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Baumgartner, DJ; Weihs, P; Kubu, G; Oswald, SM; Potzi, W; Freislich, H; Strutzmann, H; Foelsche, U; Veronig, AM; Rieder, HE.
(2019): Investigating the topographic influence on short-wave irradiance measurements: A case study for Kanzelhohe Observatory, Austria
ATMOS RES. 2019; 219: 106-113. FullText FullText_BOKU

We investigate terrain effects on short-wave radiation measurements at Kanzelhohe Observatory (KSO), a mountainous radiation monitoring site in the Austrian Southern Alps, using three-dimensional (3-D) radiative transfer (RT) modeling and observations. The magnitude of terrain effects on global radiation is experimentally assessed through the comparison of 10-min measurement segments ex - /including terrain reflected radiation. The reflected component is ex - /included in global solar irradiance (GLO) measurements through a horizon shaped metal frame raised/lowered in 10-min intervals. Additionally we assess terrain influence in 3-D RT model simulations performed with an updated version of GRIMALDI, allowing for digital elevation model inclusion. The DEM used for terrain representation is the one arc second Shuttle Radar Topography Mission (SRTM) digital elevation model. For GRIMALDI simulations we consider an area averaged albedo of 0.30 for summer and 0.36 for winter (0.30 for forests and 0.90 for fresh snow), respectively. The influence of the horizon and surface albedo on a grid cell of interest (KSO location) is derived through comparison of the solar irradiance incident on a domain grid cell surface (SI-GCS) with SI-GCS reduced for the reflected component. Applying a 2a threshold for the significance of terrain effects in GLO measurements, we find no significant influence of the surrounding during summertime. Also during wintertime, we find for the vast majority of observational increments no significant influence of the surrounding. Above a 2a threshold, exceedances are small, on average 0.2 W m(-2) Differences between 3-D RT model simulations including and excluding terrain effects are small during winter conditions, i.e. always below 1% and never exceeding 1 W m(-2). Slightly larger differences are found for 3-D RT simulations including/excluding the reflected component during summertime, reaching at solar noon up to 6.1 W m(-2). Both observations and model simulations indicate that KSO is well suited for radiation monitoring as terrain effects are small (close to negligible considering instrument specifications) throughout the year.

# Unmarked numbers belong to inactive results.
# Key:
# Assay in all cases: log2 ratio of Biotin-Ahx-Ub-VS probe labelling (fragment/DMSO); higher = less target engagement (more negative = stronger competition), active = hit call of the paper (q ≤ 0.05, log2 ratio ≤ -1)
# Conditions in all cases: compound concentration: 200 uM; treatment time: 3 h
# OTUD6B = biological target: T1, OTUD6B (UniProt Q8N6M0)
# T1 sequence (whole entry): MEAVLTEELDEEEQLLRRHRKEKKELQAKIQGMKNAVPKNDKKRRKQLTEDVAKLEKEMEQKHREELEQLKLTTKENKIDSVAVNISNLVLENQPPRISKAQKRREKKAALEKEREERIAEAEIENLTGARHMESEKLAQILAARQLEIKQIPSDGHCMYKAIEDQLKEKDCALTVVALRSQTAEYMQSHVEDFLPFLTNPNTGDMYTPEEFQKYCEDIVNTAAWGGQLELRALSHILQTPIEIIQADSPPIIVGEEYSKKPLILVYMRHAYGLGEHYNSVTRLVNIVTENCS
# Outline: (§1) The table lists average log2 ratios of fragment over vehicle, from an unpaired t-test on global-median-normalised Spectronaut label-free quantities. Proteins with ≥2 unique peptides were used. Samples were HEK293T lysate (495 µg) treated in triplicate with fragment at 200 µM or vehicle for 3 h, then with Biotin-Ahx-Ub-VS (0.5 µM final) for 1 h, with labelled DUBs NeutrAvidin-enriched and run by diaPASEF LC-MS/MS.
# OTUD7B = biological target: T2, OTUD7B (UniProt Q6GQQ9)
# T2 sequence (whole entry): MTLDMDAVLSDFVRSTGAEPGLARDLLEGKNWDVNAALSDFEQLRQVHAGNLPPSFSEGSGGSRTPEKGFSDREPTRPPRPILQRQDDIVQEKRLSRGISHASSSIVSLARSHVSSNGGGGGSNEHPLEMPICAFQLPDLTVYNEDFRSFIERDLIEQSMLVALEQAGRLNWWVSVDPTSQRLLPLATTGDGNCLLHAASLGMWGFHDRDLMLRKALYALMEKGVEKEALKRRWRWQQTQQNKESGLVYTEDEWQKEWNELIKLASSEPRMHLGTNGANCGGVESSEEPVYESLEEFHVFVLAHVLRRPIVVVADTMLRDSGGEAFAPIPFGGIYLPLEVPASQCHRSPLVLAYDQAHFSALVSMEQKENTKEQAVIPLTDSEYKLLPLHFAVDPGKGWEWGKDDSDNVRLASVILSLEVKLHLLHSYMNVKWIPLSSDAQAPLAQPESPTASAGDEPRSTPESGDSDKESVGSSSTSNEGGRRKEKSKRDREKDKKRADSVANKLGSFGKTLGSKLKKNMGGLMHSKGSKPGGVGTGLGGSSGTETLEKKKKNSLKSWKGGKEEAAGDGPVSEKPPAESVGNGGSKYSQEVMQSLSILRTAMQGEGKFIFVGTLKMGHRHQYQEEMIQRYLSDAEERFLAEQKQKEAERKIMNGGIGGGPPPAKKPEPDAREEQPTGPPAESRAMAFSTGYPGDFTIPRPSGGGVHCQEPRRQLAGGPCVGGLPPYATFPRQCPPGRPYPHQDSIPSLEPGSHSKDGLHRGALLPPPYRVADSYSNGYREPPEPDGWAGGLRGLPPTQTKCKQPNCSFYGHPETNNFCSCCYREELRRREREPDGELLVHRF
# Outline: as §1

Authors BOKU Wien:
Kubu Gerhard
Oswald Sandro
Rieder Harald
Weihs Philipp

Find related publications in this database (Keywords)
Solar radiation in complex terrain
Radiation measurements
Radiative transfer modeling
Surface albedo

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